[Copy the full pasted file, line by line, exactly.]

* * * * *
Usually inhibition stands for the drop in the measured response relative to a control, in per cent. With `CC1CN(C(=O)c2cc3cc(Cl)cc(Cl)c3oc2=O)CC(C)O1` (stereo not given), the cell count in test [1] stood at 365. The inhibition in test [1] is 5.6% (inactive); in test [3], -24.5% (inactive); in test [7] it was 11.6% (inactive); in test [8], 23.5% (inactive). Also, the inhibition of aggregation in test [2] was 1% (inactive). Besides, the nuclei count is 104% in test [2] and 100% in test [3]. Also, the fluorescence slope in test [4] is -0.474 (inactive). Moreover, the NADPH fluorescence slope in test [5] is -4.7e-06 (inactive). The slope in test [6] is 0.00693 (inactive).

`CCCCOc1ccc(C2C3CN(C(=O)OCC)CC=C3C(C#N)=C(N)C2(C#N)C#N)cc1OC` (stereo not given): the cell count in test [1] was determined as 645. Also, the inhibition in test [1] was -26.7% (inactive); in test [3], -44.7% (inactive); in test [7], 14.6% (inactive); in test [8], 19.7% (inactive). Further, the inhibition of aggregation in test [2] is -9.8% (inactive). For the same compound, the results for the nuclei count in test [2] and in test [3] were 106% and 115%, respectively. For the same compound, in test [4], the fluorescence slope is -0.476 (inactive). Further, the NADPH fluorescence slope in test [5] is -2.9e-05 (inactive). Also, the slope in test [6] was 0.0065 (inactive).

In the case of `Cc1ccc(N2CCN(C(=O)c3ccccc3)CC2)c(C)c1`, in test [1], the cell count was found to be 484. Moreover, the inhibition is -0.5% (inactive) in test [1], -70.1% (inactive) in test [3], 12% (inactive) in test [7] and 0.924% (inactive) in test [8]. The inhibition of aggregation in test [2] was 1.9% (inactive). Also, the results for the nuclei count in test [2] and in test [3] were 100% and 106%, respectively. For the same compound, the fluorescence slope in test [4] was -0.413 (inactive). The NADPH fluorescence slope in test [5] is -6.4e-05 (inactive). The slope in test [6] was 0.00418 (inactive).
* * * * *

Usually inhibition stands for the drop in the measured response relative to a control, in per cent. With `CC1CN(C(=O)c2cc3cc(Cl)cc(Cl)c3oc2=O)CC(C)O1` (stereo not given), the cell count in test [1] stood at 365. The inhibition in test [1] is 5.6% (inactive); in test [3], -24.5% (inactive); in test [7] it was 11.6% (inactive); in test [8], 23.5% (inactive). Also, the inhibition of aggregation in test [2] was 1% (inactive). Besides, the nuclei count is 104% in test [2] and 100% in test [3]. Also, the fluorescence slope in test [4] is -0.474 (inactive). Moreover, the NADPH fluorescence slope in test [5] is -4.7e-06 (inactive). The slope in test [6] is 0.00693 (inactive).

`CCCCOc1ccc(C2C3CN(C(=O)OCC)CC=C3C(C#N)=C(N)C2(C#N)C#N)cc1OC` (stereo not given): the cell count in test [1] was determined as 645. Also, the inhibition in test [1] was -26.7% (inactive); in test [3], -44.7% (inactive); in test [7], 14.6% (inactive); in test [8], 19.7% (inactive). Further, the inhibition of aggregation in test [2] is -9.8% (inactive). For the same compound, the results for the nuclei count in test [2] and in test [3] were 106% and 115%, respectively. For the same compound, in test [4], the fluorescence slope is -0.476 (inactive). Further, the NADPH fluorescence slope in test [5] is -2.9e-05 (inactive). Also, the slope in test [6] was 0.0065 (inactive).

In the case of `Cc1ccc(N2CCN(C(=O)c3ccccc3)CC2)c(C)c1`, in test [1], the cell count was found to be 484. Moreover, the inhibition is -0.5% (inactive) in test [1], -70.1% (inactive) in test [3], 12% (inactive) in test [7] and 0.924% (inactive) in test [8]. The inhibition of aggregation in test [2] was 1.9% (inactive). Also, the results for the nuclei count in test [2] and in test [3] were 100% and 106%, respectively. For the same compound, the fluorescence slope in test [4] was -0.413 (inactive). The NADPH fluorescence slope in test [5] is -6.4e-05 (inactive). The slope in test [6] was 0.00418 (inactive).